None of the Mongongo nuts rattled loosely in their shells, any more. One was even starting open at the edge of the shell. Planted about twenty today.

It has been claimed that Shea and Brazil nuts (Para) grow wherever, so are harvested in the wild. I would like to try the same technique on them, someday.

Citrus General Discussion / Etrog seed question
« on: May 23, 2015, 10:22:45 PM »
Which has bigger seeds, the standard size etrog or the giant, Yemenite etrog?

The seller seems to have the labels mixed up.

Tropical Fruit Discussion / Creating lots of planters?
« on: May 23, 2015, 06:39:47 PM »
There is a discount nursery, within a half hour of me, which nurses distressed trees back to health, or buys them at closeout. They have literal mountains of plastic pots, sold used, for cheap.

But, is there something more crafty, fancy, or natural looking, for a container garden, which uses local or homemade materials? 

Temperate Fruit Buy, Sell, & Trade / SEEKING: Pistachios
« on: May 19, 2015, 04:13:41 PM »
When they are in season, I would be interested in viable scions and seeds.

(I am extremely careful, but a couple of my Ebay purchases disintegrated, overnight.)

Before discussing different methods, I will open the discussion by saying I have never done any better than 5g pots, filled with native soil, out in the open.

Tropical Fruit Discussion / Edible Sandalwood
« on: May 12, 2015, 12:28:51 AM »
I would like to try this, next year.

The Australian version makes edible nuts, which are seasoned as gourmet food.

Valuable hardwood seeds, enroute.
Identified date (Phoenix dactylifera) varieties.

Calamus rotang is the source of rattan canes, and the berry-like fruit are used to make incense. Apparently, harvested in the wild. Tropical.

Ferula gummosa (aka galbaniflua) is a fennel-like plant, which exudes resinous "galbanum" incense, the volatile oil of which is used as an aromatic in soaps and healthcare products. This is also, apparently harvested in the wild. Native to the Mid East, ranging into Eastern Europe. The two varieties are known as Levant or Persian galbanum.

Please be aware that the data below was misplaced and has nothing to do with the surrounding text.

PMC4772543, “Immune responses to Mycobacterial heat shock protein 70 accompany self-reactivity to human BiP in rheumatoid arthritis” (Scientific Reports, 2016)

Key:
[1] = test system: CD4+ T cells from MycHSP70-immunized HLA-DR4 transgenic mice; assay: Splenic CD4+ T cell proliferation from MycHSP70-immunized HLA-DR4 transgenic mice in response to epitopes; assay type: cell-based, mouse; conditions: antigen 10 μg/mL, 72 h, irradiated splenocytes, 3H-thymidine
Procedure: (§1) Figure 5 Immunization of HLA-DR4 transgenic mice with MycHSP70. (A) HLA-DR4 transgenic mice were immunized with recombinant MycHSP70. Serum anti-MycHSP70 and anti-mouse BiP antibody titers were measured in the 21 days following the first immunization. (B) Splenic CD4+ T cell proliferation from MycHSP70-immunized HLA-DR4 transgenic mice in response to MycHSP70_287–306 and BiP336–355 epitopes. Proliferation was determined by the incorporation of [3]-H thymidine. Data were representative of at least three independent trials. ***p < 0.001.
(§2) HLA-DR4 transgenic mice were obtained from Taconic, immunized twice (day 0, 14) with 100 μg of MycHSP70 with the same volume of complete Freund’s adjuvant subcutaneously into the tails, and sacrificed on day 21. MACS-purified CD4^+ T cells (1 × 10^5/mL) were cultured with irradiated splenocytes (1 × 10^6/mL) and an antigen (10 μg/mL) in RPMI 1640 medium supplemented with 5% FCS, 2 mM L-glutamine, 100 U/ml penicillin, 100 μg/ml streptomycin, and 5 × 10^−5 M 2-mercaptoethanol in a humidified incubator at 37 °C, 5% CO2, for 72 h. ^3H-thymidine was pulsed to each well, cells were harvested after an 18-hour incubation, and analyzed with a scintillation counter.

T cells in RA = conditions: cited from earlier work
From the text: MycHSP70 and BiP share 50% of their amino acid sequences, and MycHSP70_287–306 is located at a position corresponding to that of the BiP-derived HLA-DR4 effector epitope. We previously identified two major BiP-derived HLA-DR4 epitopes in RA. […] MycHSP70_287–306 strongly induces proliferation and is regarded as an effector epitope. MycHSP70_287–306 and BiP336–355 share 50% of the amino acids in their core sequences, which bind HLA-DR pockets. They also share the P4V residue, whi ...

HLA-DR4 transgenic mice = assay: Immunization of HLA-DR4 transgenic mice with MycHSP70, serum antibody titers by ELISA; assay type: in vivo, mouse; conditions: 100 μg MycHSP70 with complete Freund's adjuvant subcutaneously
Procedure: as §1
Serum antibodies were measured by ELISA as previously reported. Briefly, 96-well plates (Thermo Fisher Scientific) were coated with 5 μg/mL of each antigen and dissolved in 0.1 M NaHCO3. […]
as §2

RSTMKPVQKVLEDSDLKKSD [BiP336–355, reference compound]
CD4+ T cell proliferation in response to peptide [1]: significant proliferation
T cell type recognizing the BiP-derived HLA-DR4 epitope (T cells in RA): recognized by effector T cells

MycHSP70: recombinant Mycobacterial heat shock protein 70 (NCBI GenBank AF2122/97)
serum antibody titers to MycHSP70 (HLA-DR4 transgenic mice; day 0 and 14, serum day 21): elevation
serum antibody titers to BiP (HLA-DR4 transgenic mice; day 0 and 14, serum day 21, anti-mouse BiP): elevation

(*Not the Blister Bush, of a similar name.)

Both of the above are possible plants, mentioned in the Bible.

Copernicia prunifera is the Brazilian Carnuba wax palm aka the Palm of Life.

Palms of different varieties are grown in my town, which even has a Palm Ave. These will typically be very ornamental, but serve no utilitarian purpose. I think of them as a source of food and useful materials.

If you have these or relatable seeds, please pm for a trade. I check-in, at least once a week.   8)

Tropical Fruit Discussion / Cashew question
« on: May 05, 2015, 08:12:11 PM »
Will dried leaves tend to regrow after the transplant of 6" multi-stemmed seedling?

I am getting conflicting info, online, that it is hardy, yet does not like to be transplanted, yet can be transplanted at a young age.

I have recently received this plant, in the mail. It looked very nice. So, I left a good review.

So far, all of my tropical plants have fared very well, when they were left in their original wrappings, out of direct sun, and lightly moistened. When I saw no signs of stress in the leaves, and particularly, if I saw new growth, within a week, I would transplant into a 1g pot.

Shock seems to have set-in, over the course of just a few hours, so that there are no leaves left.

Is this normal, for this plant?


 :) Hi. First post, here.

I ordered several thousand kiwi seeds at wholesale. Seller called them 'Purple Beauty,' shows an image of full-sized kiwi with bright purple fuzz. Just a small amount has completely filled my humidity dome, but there are several ounces left. I will update on germ rate and variegation, on request. (To me, the name resembles Arctic Beauty, which has pink and white markings.)

I have a pouch with way too many 'long' mulberries. These appear to be reddish with black tips.

I've also bought dates at wholesale, am sprouting about 30 pits from each variety, and have saved the rest. It is my understanding that about half will be either male or female. These grow pups, and you would ideally want a greater number of females, with a few male pollinizers. While cross pollination of the parents was a possibility, larger plantations appear to grow large groupings of only one variety. 

My dwarf Acai berry suckers have filled a planter. These are no longer seeds. I am somewhat reserved about sending live plant material, but have more of these than I can use. They are apparently self-fertile, fruit at 5ft, and form thickets.

Some of my interests:
 ( 8) Just ask. If I'm not growing it already, I probably want it. )
Galbanum -- Ferula gummosa aka galbaniflua (not blister bush)
Australian finger limes
Elephant ear fig
Scuppernong, Muscadine, and Mustang grape
perfumery and incense
precious woods.
teas and sweeteners
Brazil, pistachio, and rare nuts
mini coconut
giant papyrus and Bible plants
Aloe ferox
Ferox lily
Balloon flower
Carnuba wax palm
Rattan (especially Rotang)
Copao cactus and unusual succulent fruit